This blog post could easily have been titled, "A Long Wait in a Really Long Line" but I like to be positive. I focus on the silver lining instead of the grey cloud. That's why I took a wait in a long long as an opportunity to practice estimation instead of a tedious and boring waste of time.
I spent a sunny Canada Day afternoon at the Halifax Commons. I went with my family to watch the SkyHawks, the Canadian Armed Forces Parachute Team. After the SkyHawks finished their jumps, we headed to the end of a a really long line so that my son could take a turn on a giant inflatable slide. Instead of dwelling on the length of the wait, we decided to focus on some fun estimation questions. How many people do you think are in this line? My son says he thinks it's more than 100 and I agree. How long will it take to get to the front of the line? I feel like we're in for a long wait. My initial estimate is at least 30 minutes. (Note: in order to answer this last question, I took a look at my watch to check the time... 12:06 pm).
Have we gotten any closer? It's 12:27 now (21 minutes in line) and it still feels like we've got a long way to go. There appears to be a strong correlation between the age of a child and the likelihood that they will have second thoughts at the top of the slide. This slows the line down dramatically as parents try to coax and cajole their child to make the leap. How many people in this line are kids waiting to slide and how many are parents/guardians? What is the average age of the kids going down the slide?
It's 12:40 now and we've been in line for over a half an hour. How many steps do you estimate their are to the top of the slide? I estimate that we're about half the distance to the slide from where we started. I realize that my initial estimate for how long we will be waiting was way off. At this point, I notice a group of upper elementary age students in front of us playing a hand clapping game called Concentration. After a bit, they shift to playing Chopsticks. This is a game I really like and I've used to introduce students to modular arithmetic so I watched their game to check out their strategy. It kept me entertained for a bit.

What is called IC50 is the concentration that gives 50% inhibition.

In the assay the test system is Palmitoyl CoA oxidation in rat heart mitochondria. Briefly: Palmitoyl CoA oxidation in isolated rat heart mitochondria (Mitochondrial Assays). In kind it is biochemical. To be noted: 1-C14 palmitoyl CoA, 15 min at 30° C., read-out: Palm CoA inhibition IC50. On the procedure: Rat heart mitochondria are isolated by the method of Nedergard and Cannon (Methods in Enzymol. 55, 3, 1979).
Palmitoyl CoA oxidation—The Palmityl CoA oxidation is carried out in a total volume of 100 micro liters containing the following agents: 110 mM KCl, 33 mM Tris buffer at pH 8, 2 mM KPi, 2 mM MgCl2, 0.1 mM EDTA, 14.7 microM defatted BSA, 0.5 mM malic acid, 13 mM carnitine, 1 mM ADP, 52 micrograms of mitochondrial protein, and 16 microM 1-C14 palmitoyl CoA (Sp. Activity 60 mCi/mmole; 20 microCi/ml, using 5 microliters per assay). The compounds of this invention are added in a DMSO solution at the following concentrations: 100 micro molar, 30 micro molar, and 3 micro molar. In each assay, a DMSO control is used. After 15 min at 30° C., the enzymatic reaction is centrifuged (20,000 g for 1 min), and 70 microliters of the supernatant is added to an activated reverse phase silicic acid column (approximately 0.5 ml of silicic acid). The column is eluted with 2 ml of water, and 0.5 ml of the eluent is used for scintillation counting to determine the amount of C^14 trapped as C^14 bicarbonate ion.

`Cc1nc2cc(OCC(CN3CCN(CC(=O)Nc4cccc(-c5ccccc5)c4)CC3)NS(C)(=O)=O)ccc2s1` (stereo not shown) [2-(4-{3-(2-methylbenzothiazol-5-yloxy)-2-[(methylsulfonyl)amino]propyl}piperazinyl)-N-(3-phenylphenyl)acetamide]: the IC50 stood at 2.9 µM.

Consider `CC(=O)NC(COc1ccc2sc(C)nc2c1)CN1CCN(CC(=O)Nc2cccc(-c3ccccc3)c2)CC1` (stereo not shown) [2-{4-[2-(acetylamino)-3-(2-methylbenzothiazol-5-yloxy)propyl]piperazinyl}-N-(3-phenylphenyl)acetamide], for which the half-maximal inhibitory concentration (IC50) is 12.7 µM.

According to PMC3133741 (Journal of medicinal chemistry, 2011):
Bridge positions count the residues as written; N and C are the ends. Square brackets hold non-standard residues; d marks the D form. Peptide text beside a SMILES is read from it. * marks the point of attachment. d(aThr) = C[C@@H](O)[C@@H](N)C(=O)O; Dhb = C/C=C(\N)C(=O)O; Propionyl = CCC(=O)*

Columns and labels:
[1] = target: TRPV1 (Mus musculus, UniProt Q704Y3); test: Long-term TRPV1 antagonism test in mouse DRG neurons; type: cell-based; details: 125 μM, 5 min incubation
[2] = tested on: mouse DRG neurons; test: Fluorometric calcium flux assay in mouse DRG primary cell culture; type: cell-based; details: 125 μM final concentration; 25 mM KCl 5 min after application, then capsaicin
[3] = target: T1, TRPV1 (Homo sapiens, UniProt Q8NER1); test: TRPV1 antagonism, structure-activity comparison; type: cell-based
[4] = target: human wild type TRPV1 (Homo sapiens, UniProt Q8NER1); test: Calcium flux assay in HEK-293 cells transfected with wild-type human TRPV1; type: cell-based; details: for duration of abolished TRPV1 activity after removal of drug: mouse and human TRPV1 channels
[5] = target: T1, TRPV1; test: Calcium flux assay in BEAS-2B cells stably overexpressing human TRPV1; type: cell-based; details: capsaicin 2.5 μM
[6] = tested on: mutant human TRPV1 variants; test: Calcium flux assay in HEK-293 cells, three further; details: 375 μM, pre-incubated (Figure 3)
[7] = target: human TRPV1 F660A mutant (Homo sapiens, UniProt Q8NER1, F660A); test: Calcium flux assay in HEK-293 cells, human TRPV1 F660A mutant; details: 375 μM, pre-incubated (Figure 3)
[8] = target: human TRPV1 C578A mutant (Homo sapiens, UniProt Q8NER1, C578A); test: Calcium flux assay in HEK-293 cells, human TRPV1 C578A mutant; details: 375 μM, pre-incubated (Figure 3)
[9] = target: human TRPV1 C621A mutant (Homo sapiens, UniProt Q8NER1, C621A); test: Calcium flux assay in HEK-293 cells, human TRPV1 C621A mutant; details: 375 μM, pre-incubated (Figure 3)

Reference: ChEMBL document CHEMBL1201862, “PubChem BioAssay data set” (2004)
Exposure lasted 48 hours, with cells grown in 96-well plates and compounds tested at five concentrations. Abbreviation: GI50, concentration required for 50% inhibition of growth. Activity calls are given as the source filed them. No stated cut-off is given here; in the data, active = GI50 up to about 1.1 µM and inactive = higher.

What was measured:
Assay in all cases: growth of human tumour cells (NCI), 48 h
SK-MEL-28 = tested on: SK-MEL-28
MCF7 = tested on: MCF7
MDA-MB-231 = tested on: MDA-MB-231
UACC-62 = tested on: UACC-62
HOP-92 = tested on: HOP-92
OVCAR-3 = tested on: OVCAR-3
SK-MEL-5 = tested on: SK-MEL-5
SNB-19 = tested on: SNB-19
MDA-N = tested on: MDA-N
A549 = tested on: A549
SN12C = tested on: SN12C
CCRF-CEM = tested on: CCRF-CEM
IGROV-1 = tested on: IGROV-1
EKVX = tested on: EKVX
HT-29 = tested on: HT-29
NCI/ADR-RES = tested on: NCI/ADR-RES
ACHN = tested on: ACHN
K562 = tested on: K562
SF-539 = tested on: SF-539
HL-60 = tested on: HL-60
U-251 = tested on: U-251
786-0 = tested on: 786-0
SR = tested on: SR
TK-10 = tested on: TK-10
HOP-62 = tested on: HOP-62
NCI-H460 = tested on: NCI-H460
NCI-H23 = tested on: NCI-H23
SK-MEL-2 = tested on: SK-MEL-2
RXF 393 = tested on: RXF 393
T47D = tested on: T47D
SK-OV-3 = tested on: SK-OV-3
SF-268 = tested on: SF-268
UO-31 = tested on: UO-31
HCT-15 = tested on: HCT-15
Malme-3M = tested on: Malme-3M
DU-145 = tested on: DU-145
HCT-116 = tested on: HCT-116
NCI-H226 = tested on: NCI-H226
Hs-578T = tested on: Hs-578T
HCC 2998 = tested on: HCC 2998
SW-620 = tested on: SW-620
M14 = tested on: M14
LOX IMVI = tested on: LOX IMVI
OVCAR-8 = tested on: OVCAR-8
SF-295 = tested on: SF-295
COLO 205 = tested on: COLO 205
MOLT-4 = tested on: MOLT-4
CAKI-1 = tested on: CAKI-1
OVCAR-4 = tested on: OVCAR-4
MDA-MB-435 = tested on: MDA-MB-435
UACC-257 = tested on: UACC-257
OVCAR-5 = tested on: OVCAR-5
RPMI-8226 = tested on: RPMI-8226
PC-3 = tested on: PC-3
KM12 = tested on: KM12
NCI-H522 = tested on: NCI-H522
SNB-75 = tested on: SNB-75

So close now I can taste it. It is 1:10 and we've been in line for over an hour. How tall do you estimate that slide is? I'd say it is about as tall as my house (a two story foursquare) which has a height of about 26 ft. (Note that the internet says this inflatable structure, called the 'Freestyle Combo', is 30 ft tall so my estimate seems pretty close).
We finally make it! It is 1:17 pm and we stood in line for 71 minutes. My son seems to think that this was a reasonable investment for such an awesome slide but I have my doubts. At least we got to do a lot of estimation while we waited in line. We definitely won't be heading to the back of the line for a second slide.
Swimming in the hotel pool I saw these depth markers. As a math teacher, they made me a bit uneasy. What do you notice in the photos below? What do you wonder?
Just look at those significant digits. They look so precise. I first thought... going from the shallow end to the deep end, it gets 1 foot / 0.2 metres deeper. That must mean that 1 ft = 0.2 m right? But then if 1 ft is 0.2 m then shouldn't 3 ft in the shallow end be 0.6 m instead of 1.0 m?
So I looked at it another way... 1 m is the same as 3 ft... So 1 ft must be about 0.33 m. Which would make 4 ft equal to about 1.33 m not the 1.2 m as shown. But I know that a meter stick is shorter than a yard stick so this is just an approximation. No problem, they just rounded off both values.
Then I had a moment of doubt... in the shallow end the values are in a ratio of 1/3 and in the deep end the values are in a ratio of 4/12 which is also 1/3 so shouldn't this work out? Then I realized the errors and misconceptions in this line of thinking.
Other Linear Conversions
Today, as I was driving around, I looked more closely at the clearance signs that I passed under. There doesn't seem to be much consistency in the units used or precision. Do people with tall cars know the height of their car? I just know that I'm about 6 ft tall and my car is shorter than I am. Of course you can always just wing it. If you clear the warning bar, you're good to go. Anyway, I know for sure that my car is less than 11 foot 8 if I ever end up in North Carolina.
I saw this relatively accurate sign at a parking garage today so I took a photo. 6'0" is approximately 1.8288 metres so these values are the closest I've seen.
Nova Scotia Mathematics Curriculum Outcomes
Mathematics 10 M02 - Students will be expected to apply proportional reasoning to problems that involve conversions between SI and imperial units of measure.
Mathematics at Work 10 M01 - Students will be expected to demonstrate an understanding of the International System of Units (SI) by describing the relationships of the units for length, area, volume, capacity, mass, and temperature and applying strategies to convert SI units to imperial units.
Mathematics Essentials 10 D1 - Demonstrate a working knowledge of the metric system and imperial system.